Pluto, Plutons, and Science

Ok, the link takes you to John Gibson, Fox news columnist, who had this to say about Pluto being kicked out of the Solar Systems definition of planet;

"Now scientists say Pluto isn't a planet. It isn't big enough. It's something, but not a planet exactly.

My attitude is: Who says?

It's been a planet my entire life. I learned that in the third grade. Might be the only thing I remember from the third grade.

It's the cold one, the farthest from the sun and, yes, it's the small one."

A view to which I have some degree of sympathy. I like Pluto. I even like it as a planet. But science isn't about what we like to be true, it's about what actually
is true. The International Astronomical Union didn't arrive at the definition of planet capriciously, it built the definition around the physical characteristics of the phenomenae - that is, they insisted the definition of a planet mean something.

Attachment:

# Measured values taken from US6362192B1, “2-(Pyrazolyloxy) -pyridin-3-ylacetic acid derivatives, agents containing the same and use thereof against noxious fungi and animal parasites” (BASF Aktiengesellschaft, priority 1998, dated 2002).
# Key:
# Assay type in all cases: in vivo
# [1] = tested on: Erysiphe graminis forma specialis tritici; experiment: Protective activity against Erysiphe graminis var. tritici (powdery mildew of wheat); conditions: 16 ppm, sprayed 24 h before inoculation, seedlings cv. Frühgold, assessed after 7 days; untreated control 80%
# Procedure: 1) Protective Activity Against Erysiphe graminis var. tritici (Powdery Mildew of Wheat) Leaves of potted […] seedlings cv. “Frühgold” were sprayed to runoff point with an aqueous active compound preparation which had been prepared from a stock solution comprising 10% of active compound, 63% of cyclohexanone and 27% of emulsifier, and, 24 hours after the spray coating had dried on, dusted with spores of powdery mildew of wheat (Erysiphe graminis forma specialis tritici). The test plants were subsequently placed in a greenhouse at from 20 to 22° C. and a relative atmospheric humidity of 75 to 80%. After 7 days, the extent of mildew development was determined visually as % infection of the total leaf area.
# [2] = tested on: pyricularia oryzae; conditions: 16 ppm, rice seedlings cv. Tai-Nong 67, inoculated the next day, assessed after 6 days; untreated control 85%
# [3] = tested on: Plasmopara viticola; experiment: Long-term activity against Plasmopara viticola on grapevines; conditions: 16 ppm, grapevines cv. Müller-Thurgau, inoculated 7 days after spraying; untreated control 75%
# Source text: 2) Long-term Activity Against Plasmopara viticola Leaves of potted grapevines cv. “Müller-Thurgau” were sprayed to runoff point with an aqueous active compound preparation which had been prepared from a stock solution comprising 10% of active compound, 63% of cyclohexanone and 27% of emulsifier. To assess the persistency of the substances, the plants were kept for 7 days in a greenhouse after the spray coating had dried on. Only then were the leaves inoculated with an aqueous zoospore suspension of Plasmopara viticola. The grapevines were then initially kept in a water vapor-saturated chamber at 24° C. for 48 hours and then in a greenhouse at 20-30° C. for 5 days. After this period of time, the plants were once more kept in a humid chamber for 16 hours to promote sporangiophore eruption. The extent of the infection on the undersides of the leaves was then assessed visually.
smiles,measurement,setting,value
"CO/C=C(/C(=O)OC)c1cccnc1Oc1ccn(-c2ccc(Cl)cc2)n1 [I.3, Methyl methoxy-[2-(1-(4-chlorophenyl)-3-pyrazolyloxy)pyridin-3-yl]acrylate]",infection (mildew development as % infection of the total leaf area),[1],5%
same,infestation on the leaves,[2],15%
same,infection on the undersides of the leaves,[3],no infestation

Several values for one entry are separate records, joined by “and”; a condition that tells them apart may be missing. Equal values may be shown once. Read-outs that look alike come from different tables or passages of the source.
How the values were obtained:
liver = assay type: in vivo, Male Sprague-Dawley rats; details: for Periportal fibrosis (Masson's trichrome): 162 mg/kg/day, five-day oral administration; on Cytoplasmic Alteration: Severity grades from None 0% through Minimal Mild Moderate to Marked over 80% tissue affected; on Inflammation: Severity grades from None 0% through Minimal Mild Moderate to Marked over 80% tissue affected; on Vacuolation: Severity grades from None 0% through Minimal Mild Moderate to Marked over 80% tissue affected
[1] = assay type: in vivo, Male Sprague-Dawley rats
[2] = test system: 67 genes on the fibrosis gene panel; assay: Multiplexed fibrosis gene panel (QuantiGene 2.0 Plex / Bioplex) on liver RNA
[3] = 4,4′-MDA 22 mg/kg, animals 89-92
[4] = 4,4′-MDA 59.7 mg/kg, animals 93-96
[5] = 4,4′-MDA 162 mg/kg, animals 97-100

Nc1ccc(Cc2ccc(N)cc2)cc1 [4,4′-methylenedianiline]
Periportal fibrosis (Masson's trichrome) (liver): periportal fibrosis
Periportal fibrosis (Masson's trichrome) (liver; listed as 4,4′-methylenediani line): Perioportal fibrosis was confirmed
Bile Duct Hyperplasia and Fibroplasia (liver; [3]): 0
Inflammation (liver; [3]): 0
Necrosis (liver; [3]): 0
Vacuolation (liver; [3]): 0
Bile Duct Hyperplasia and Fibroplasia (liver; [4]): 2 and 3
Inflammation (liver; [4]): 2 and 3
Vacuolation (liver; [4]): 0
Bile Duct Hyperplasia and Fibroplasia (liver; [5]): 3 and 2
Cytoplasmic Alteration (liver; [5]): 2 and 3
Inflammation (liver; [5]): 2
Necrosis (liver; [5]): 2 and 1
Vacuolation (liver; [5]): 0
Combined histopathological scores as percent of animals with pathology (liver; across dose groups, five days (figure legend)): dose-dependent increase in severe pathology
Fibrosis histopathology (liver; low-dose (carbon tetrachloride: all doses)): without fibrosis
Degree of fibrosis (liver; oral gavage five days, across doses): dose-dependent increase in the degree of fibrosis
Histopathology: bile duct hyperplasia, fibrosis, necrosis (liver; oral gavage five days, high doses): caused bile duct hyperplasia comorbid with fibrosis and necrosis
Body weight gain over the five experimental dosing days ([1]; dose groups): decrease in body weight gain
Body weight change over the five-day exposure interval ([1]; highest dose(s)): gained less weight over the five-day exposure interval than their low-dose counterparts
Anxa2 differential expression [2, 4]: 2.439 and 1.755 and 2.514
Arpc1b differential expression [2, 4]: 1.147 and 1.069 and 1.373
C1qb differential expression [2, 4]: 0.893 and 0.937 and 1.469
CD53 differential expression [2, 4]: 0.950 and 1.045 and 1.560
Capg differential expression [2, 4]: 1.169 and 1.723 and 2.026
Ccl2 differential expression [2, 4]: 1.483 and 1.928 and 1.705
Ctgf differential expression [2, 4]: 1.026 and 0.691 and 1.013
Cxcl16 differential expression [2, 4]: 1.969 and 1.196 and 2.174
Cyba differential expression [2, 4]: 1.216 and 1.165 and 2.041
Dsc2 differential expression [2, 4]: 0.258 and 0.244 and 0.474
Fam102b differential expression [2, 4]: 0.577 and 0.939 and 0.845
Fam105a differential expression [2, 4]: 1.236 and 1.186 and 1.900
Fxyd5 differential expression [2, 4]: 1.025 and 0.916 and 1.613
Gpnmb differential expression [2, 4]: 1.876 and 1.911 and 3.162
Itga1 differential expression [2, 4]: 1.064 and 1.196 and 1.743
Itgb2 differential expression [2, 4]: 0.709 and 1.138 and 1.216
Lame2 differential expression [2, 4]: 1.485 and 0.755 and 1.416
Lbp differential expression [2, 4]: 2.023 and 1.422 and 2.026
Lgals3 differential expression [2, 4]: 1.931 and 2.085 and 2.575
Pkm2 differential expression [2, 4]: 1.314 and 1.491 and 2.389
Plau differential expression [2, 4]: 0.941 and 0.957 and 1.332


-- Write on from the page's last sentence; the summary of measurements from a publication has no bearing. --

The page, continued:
And so we now have 8 planets. Four gas giants, Neptune, Uranus, Saturn and Jupiter, and four rocky; Mars, Earth, Venus and Mercury.

Pluto is now (correctly) regarded as not being a planet because its gravity hasn't pulled it into a round shape.

Instead, it becomes the nearest of the Kuiper belt object,s a halo of fragments, that orbits our sun at a great distance and outside of the solar plane.

The fact is, this is not only a fair definition of planet, its a meaningful one. Delineating the difference between a moon (orbiting a body other than the parent star), as well as an asteroid (like Ceres), meant that we also had to let go of Pluto.

Fair enough I say. The IAU's definition of planet is reasonable, and coherent.

There are 8 planets.

Science. It rolls over our third grade educations every time.
Thank goodness.

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